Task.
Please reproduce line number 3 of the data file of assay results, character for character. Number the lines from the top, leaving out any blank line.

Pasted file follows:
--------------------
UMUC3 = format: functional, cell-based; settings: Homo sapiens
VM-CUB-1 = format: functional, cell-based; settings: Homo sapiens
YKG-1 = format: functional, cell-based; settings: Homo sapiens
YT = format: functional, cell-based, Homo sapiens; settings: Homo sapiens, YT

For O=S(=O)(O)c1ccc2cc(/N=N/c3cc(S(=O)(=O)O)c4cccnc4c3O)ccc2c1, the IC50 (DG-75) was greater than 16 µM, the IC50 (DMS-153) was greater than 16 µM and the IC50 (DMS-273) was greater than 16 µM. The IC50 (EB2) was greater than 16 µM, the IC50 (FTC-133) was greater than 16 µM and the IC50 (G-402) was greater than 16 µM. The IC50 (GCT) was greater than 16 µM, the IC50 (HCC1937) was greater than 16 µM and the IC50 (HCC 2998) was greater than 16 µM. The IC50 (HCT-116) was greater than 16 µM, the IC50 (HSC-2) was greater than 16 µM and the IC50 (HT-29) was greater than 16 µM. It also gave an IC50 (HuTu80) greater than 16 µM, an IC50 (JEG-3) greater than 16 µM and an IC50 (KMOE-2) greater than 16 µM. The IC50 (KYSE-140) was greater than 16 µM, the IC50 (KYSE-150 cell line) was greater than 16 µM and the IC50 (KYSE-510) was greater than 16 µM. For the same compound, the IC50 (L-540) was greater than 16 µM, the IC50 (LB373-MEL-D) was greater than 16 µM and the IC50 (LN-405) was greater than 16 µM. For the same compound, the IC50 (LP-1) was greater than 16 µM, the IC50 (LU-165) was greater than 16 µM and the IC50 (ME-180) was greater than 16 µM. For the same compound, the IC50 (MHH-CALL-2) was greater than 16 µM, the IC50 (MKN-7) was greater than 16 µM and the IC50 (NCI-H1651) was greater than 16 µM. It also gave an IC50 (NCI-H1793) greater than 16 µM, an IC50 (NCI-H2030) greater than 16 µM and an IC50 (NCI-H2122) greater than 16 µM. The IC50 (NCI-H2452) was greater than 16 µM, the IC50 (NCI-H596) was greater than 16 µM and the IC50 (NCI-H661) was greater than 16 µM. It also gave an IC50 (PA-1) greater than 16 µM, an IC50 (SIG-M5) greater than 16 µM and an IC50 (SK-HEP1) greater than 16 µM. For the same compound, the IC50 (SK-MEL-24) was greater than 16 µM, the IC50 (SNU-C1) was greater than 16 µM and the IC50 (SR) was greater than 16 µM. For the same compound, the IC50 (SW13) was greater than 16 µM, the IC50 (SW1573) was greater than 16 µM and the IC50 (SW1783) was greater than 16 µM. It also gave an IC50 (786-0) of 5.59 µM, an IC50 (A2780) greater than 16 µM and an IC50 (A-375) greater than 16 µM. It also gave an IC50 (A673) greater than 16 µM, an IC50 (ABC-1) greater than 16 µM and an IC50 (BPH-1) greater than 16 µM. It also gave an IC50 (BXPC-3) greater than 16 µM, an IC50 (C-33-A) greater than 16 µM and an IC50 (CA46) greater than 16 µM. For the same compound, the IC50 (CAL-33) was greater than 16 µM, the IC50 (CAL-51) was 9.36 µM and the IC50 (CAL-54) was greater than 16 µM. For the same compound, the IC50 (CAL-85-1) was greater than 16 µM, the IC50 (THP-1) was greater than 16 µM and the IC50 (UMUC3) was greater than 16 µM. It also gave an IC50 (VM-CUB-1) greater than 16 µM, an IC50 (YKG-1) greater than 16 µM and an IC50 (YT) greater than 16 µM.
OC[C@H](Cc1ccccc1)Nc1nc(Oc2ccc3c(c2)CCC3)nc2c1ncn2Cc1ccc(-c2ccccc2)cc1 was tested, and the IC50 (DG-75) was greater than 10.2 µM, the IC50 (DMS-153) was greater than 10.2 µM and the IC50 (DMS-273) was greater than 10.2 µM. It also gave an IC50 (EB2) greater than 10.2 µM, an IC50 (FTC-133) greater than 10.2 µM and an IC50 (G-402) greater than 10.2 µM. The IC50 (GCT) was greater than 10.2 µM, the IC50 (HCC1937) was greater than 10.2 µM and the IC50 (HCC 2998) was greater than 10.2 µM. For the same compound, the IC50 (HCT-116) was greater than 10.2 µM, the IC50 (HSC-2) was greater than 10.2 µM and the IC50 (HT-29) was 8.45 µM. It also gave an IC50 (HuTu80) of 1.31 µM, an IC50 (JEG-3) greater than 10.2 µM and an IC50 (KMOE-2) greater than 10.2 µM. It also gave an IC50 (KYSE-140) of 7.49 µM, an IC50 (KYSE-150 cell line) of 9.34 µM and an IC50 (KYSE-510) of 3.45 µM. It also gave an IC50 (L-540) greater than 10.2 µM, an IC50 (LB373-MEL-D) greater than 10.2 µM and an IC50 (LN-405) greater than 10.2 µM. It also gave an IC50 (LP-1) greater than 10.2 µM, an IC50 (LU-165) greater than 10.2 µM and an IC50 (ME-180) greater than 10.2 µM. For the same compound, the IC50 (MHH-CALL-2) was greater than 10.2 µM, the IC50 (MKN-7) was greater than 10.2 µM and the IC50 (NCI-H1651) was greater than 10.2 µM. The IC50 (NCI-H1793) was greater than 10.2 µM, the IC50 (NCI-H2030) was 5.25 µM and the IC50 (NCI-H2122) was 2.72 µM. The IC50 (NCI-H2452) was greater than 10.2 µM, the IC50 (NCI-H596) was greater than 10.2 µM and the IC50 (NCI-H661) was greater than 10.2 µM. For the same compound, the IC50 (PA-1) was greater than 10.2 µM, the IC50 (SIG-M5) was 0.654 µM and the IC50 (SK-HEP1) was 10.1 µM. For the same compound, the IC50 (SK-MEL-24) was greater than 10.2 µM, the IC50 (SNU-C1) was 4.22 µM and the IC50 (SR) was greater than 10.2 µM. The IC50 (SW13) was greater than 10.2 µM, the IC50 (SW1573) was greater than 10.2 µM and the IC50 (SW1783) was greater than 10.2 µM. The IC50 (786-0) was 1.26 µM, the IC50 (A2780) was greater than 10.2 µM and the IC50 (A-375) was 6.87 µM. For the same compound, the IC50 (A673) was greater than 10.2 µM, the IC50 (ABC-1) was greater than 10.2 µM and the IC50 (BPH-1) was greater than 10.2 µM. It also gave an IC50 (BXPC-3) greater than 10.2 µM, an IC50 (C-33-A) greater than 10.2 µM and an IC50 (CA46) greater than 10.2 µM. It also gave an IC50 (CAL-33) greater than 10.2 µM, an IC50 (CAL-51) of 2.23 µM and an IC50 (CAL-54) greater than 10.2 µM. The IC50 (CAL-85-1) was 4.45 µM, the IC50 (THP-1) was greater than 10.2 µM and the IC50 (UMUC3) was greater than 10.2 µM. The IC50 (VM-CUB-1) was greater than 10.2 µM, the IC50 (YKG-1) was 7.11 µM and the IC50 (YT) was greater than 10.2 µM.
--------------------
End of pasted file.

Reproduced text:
YKG-1 = format: functional, cell-based; settings: Homo sapiens